Rift within Left on APRC outcome
Top LSSP and constitutional expert resigns from Govt. post

by Lyn Ockersz

Indicative of a growing rift within the decision-making organs of the LSSP over the inability of the APRC to present to the Government, what is described as, a preliminary report of its deliberations, in addition to the proposals to implement in full the 13th Amendment to the Constitution, senior LSSPer and Constitutional Affairs specialist, Dr. Jayampathy Wickremaratne resigned from his position as Senior Advisor to the Ministry of Constitutional Affairs yesterday.

Informed sources said that Dr. Wickremaratne’s resignation comes amid growing disenchantment within influential sections of the LSSP over the non- submission to the Government of a preliminary report, setting out the progress made in APRC deliberations over the months on issues at the heart of the proposed power sharing exercise. While these sections do not object to the submission of the 13th amendment proposal, they point out that the initial understanding was that a "preliminary report" would also be handed over to the Government by the APRC chief. Since this has not been done, the difference of opinion within the LSSP is taking on the proportions of an internal party crisis, the sources said.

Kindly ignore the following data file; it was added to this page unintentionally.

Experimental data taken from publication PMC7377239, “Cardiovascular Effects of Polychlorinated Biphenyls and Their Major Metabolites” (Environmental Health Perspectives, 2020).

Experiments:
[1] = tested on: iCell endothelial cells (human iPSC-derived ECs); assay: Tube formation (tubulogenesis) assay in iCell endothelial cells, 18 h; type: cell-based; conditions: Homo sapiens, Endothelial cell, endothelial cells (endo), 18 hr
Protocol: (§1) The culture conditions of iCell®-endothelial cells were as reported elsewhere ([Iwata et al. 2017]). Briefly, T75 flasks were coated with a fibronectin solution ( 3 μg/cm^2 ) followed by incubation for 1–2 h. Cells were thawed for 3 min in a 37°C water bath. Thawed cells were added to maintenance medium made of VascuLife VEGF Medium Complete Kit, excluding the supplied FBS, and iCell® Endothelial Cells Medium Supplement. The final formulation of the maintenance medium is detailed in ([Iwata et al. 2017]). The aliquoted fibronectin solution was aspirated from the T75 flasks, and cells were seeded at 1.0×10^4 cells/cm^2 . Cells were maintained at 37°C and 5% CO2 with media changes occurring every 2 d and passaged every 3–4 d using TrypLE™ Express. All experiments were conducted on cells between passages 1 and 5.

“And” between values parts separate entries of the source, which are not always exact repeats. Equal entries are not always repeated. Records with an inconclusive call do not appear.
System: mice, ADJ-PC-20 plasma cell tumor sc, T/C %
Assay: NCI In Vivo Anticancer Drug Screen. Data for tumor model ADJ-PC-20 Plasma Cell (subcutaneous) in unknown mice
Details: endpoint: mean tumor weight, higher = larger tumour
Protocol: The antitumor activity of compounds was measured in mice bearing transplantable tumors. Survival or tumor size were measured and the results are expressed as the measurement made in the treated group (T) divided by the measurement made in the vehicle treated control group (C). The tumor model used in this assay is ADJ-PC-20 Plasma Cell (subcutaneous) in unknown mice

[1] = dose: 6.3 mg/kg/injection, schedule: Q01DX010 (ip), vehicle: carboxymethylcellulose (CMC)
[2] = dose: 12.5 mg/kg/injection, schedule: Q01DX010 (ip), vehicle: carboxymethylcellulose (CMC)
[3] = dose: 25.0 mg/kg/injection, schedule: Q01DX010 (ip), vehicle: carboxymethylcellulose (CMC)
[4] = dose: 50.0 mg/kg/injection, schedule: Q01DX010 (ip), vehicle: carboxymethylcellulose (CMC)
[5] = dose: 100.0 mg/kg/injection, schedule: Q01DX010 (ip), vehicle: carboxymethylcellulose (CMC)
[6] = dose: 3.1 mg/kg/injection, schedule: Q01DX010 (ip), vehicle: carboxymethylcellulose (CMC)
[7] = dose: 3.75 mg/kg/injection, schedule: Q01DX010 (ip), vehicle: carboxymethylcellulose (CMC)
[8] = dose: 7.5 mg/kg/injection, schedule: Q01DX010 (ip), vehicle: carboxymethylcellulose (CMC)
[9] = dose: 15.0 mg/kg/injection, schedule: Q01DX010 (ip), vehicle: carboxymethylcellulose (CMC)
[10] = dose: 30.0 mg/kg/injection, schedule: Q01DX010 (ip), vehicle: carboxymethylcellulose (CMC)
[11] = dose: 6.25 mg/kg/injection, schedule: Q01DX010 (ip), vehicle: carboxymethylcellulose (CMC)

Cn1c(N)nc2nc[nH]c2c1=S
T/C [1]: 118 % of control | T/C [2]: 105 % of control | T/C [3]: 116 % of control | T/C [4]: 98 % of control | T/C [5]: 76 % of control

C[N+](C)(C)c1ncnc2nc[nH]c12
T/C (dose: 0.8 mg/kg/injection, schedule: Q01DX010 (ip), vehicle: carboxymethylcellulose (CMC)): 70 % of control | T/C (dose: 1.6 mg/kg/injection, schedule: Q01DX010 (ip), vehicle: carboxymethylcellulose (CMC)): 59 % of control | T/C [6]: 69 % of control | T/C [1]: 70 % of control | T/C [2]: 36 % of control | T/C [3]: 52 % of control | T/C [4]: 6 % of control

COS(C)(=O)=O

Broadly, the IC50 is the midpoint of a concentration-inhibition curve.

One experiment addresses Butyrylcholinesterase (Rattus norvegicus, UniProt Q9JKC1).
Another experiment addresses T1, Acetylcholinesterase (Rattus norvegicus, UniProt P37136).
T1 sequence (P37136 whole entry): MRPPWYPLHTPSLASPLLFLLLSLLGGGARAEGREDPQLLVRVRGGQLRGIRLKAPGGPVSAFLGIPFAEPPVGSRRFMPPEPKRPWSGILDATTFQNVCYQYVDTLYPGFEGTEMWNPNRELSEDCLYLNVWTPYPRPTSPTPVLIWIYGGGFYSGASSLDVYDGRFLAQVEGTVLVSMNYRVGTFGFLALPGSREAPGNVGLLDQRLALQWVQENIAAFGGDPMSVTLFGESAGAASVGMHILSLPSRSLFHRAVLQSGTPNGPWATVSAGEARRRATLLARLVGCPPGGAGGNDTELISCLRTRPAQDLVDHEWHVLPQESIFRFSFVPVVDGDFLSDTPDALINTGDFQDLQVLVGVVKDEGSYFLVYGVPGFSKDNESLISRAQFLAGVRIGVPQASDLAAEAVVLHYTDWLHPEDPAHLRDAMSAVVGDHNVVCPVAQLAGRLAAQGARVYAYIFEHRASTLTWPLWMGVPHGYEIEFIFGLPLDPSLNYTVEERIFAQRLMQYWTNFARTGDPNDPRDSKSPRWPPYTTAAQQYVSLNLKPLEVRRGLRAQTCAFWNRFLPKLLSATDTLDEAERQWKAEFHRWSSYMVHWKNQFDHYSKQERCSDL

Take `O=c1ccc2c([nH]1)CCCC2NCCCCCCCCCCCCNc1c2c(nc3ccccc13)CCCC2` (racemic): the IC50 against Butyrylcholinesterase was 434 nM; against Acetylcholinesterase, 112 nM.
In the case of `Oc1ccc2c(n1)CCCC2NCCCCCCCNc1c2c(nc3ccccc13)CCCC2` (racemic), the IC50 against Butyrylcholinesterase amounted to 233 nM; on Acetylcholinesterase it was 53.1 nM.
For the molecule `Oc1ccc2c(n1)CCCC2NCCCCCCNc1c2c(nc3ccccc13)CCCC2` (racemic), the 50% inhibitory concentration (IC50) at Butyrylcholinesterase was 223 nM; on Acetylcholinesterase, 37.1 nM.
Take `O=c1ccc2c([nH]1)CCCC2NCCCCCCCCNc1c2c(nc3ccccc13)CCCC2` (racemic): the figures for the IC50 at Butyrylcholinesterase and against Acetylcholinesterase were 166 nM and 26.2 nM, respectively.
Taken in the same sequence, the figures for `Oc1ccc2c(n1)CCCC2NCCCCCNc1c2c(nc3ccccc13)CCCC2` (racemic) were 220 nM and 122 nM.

Rift with

A similar rift is brewing within the Communist party but it is not as pronounced as the problem within the LSSP, they explained.

Personnel from these parties holding positions in the Government are believed to be soft-pedalling the need to prevent the "preliminary report", fearing such a position would eventually lead to a "parting of ways" with the Government.

The sources said that Dr. Wickremaratne is the first Left-linked official within the Government to renounce his job over the preliminary report issue.

When contacted by The Island, Wickremaratne said: "For some time I had been contemplating moving out of the Ministry of Constitutional Affairs as I wish to devote more time to legal research and writing. But I stayed on as I was hopeful something tangible would come out of the APRC process. But such hopes are now receding and I thought I should move out."



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